The Rawlinson-Terwilliger Home was the last house Santa Fe-bound freighters and travelers passed leaving Council Grove as late as 1863, and, conversely, being the first house they saw approaching from the west. The original route of the Santa Fe Trail angled northwesterly from the Last Chance Store, passing about 1 1/2 blocks north of the Rawlinson-Terwilliger Home. An alternate route, approximately following Main Street in front of the Home, was established during the Mexican War, in 1846, when the U.S. Army constructed some culverts west of town to create a short cut following Elm Creek to the Wilsey area.
The stone house was constructed in 1860-61 by Abraham and Mary Rawlinson, whose family occupied the property until it was sold to William Riley Terwilliger in 1870. From the front porch of the home, one could have watched the last wagon train pass through Council Grove in the fall of 1866. It was then that the Union Pacific Railway, Eastern Division (renamed the Kansas Pacific Railway in 1869) reached Junction City. The next spring, Santa Fe freighters offloaded at the railhead and primarily followed the Fort Riley to Fort Larned military road to Ellsworth before turning south to access the Santa Fe Trail.
Census records show that Abraham Rawlinson was a carpenter in 1860, and a teamster in 1865. It is likely that at least some of his trips were over the Santa Fe Trail. There also were roads from Council Grove to Topeka, Fort Riley, and Fort Scott during that era. It is not known by whom he was employed, or whether he was self-employed. Circumstantial information suggests that he may have driven wagons between Council Grove and Augusta after Council Grove merchants William Shamleffer and Chester James founded Augusta in 1868 and supplied their Augusta store from their Council Grove store.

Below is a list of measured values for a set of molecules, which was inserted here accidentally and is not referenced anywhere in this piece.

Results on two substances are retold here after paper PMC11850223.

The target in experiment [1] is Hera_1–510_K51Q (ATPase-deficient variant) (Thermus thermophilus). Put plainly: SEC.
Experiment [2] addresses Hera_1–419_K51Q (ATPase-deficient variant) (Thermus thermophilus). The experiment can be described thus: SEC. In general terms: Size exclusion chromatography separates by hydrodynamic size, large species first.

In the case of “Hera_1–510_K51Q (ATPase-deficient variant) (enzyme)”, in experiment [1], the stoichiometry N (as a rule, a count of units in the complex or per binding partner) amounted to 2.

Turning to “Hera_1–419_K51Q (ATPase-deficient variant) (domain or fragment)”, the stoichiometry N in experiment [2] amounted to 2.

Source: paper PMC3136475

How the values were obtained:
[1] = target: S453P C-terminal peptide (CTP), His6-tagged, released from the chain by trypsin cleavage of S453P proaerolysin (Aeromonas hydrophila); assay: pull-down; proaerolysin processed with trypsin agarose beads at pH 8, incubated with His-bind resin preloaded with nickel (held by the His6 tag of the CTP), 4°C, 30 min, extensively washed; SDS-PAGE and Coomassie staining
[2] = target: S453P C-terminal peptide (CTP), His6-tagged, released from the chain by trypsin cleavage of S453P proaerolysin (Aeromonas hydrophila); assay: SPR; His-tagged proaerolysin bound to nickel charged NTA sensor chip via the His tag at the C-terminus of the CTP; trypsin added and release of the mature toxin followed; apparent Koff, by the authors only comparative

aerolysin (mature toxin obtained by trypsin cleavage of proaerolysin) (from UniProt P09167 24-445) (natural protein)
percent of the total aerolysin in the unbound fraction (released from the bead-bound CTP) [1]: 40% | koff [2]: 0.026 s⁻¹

Terwilliger also had associations with the Santa Fe Trail although it has not yet been determined where his place of residence, or his place of business, was during that time. Terwilliger first obtained a tract of land in southwest Morris County in 1859, but he was operating a livery stable in Council Grove by 1860.
When Dick Yeager’s Missouri bushwhackers camped at Council Grove in May, 1863, with the intention to burn the town, Terwilliger was one of a handful of men who accompanied the Federal Marshal to the bushwhacker’s camp to arrest one of their number for attacking a Union soldier. Yeager’s gang had been plundering and burning houses along the Santa Fe Trail en route to Council Grove. After being talked out of burning Council Grove (by Council Grove merchant Malcolm Conn), Yeager and his bushwhackers proceeded to Diamond Springs, where they killed the storekeeper, wounded his wife, and burned their store to the ground.
Visitors to the home, which operates the Trail Days Café and Museum, are routinely informed of the original and alternate routes of the Santa Fe Trail past the home, and the end of the Trail era in 1866. Other information is given concerning the origins and history of the Trail, particularly in response to questions. Each month a short article is displayed on the dining tables of the Trail Days Café and Museum, which is operated in the Terwilliger Home by volunteers, as a fundraiser for the Historic Preservation Corporation. The articles are synopses of some person, place, or event in Council Grove history. A notebook contains copies of the more-than-60 articles displayed to date, more than one-third of which are related to the Santa Fe Trail. A number of artifacts and photographs related to the Trail also are on display.
History courtesy of Ken McClintock, local historian and Secretary of the Historic Preservation Corp.